- Introduction: Hypothermia improves survival and neurological recovery after cardiac arrest. Pro-inflammatory cytokines have been implicated in focal cerebral ischemia/reperfusion in-jury. It is unknown whether cardiac arrest also triggers the release of cerebral inflammatory molecules, and whether therapeutic hypothermia alters this inflammatory response. This study sought to examine whether hypothermia or the combination of hypothermia with anes-thetic postconditioning with sevoflurane affect cerebral inflammatory response after cardio-pulmonary resuscitation. Methods: Thirty pigs (28 - 34kg) were subjected to cardiac arrest following temporary coro-nary artery occlusion. After 7 minutes of ventricular fibrillation and 2 minutes of basic life support, advanced cardiac life support was started according to the current AHA guidelines. Return of spontaneous circulation was achieved in 21 animals who were randomized to ei-ther normothermia at 38degreesC, hypothermia at 33degreesC or hypothermia at 33degreesC combined with se-voflurane (each group: n = 7) for 24 hours. The effects of hypothermia and the combination of hypothermia with sevoflurane on cerebral inflammatory response after cardiopulmonary resuscitation were studied using tissue samples from the cerebral cortex of pigs euthanized after 24 hours and employing quantitative RT-PCR and ELISA techniques. Results: Global cerebral ischemia following resuscitation resulted in significant upregulation of cerebral tissue inflammatory cytokine mRNA expression (mean +/- SD; interleukin (IL)-1beta 8.7 +/- 4.0, IL-6 4.3 +/- 2.6, IL-10 2.5 +/- 1.6, tumor necrosis factor (TNF)alpha 2.8 +/- 1.8, intercellular adhesion molecule-1 (ICAM-1) 4.0 +/- 1.9-fold compared with sham control) and IL-1beta protein concentration (1.9 +/- 0.6-fold compared with sham control). Hypothermia was associated with a significant (P <0.05 versus normothermia) reduction in cerebral inflammatory cytokine mRNA expression (IL-1beta 1.7 +/- 1.0, IL-6 2.2 +/- 1.1, IL-10 0.8 +/- 0.4, TNFalpha 1.1 +/- 0.6, ICAM-1 1.9 +/- 0.7-fold compared with sham control). These results were also confirmed for IL-1beta on protein level. Experimental settings employing hypothermia in combination with sevoflurane showed that the volatile anesthetic did not confer additional anti-inflammatory effects com-pared with hypothermia alone. Conclusions: Mild therapeutic hypothermia resulted in decreased expression of typical ce-rebral inflammatory mediators after cardiopulmonary resuscitation. This may confer, at least in part, neuroprotection following global cerebral ischemia and resuscitation.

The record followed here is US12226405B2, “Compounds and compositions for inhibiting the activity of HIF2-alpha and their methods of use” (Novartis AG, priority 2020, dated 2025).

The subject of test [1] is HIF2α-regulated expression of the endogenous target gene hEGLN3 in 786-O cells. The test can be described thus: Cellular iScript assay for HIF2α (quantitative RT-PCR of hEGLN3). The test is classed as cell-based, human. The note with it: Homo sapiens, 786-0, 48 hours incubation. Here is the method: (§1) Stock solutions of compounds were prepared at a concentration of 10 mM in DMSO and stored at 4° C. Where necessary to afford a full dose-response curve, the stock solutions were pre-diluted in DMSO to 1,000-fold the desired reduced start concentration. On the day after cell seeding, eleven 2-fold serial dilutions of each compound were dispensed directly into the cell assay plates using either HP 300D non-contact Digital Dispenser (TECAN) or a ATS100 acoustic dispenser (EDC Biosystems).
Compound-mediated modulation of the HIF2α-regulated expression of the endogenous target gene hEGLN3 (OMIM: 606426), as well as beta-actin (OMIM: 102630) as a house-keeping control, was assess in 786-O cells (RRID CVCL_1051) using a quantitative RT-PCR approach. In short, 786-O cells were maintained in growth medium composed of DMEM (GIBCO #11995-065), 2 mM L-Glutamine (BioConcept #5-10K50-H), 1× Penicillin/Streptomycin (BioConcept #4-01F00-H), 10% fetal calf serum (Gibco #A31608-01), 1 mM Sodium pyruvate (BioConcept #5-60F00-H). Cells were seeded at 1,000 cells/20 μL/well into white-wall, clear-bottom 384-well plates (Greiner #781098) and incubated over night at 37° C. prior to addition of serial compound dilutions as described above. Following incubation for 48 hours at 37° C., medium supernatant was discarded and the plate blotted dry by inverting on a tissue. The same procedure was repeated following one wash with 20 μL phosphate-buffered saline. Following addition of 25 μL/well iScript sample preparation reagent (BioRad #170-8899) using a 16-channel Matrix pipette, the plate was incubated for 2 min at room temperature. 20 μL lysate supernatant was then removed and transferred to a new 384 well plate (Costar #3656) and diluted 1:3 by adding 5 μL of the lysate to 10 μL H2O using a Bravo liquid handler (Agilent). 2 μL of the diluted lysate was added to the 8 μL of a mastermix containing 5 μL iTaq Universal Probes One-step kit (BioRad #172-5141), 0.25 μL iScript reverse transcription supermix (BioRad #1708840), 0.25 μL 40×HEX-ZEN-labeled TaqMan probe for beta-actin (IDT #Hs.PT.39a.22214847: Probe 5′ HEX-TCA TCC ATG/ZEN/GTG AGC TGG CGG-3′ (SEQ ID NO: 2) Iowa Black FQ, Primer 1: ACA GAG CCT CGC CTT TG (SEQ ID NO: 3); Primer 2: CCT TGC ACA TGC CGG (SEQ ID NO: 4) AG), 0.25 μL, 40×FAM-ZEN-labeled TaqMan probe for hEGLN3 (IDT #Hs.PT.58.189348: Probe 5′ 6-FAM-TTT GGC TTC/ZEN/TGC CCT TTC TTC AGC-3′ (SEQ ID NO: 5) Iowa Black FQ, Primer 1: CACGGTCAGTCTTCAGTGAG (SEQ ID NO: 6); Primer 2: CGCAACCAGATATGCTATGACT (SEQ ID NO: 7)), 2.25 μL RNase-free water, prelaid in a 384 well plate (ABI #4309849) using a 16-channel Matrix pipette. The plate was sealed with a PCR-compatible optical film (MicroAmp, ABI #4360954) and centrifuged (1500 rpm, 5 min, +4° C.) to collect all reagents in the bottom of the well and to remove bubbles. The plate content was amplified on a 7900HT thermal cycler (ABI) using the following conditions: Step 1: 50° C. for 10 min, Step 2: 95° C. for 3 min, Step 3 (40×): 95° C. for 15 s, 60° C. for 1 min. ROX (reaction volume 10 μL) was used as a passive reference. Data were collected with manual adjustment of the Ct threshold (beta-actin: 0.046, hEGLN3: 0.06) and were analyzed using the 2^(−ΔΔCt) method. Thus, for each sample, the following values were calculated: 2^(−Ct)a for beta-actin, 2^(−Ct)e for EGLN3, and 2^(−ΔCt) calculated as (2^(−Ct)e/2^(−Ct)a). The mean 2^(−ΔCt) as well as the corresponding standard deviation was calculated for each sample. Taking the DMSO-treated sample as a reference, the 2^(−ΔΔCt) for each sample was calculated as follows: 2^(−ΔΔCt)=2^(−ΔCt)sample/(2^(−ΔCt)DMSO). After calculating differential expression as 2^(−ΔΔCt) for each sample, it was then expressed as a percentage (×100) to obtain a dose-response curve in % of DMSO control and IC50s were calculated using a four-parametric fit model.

Identification and functional characterisation of Complement Regulator Acquiring Surface Protein-1 of serum resistant Borrelia garinii OspA serotype 4
Nathalie D. van Burgel
Tim J. Schuijt
Peter F. Zipfel
Alje P. van Dam
- Background: B. burgdorferi sensu lato (sl) is the etiological agent of Lyme borreliosis in humans. Spirochetes have adapted themselves to the human immune system in many distinct ways. One important immune escape mechanism for evading complement activation is the binding of complement regulators Factor H (CFH) or Factor H-like protein1 (FHL-1) to Complement Regulator-Acquiring Surface Proteins (CRASPs). Results: We demonstrate that B. garinii OspA serotype (ST4) PBi resist complement-mediated killing by binding of FHL-1. To identify the primary ligands of FHL-1 four CspA orthologs from B. garinii ST4 PBi were cloned and tested for binding to human CFH and FHL-1. Orthologs BGA66 and BGA71 were found to be able to bind both complement regulators but with different intensities. In addition, all CspA orthologs were tested for binding to mammalian and avian CFH. Distinct orthologs were able to bind to CFH of different animal origins. Conclusions: B. garinii ST4 PBi is able to evade complement killing and can bind FHL-1 to membrane expressed proteins. Recombinant proteins BGA66 can bind FHL-1 and human CFH, while BGA71 can bind only FHL-1. All recombinant CspA orthologs from B. garinii ST4 PBi can bind CFH from different animal origins. This partly explains the wide variety of animals that can be infected by B. garinii.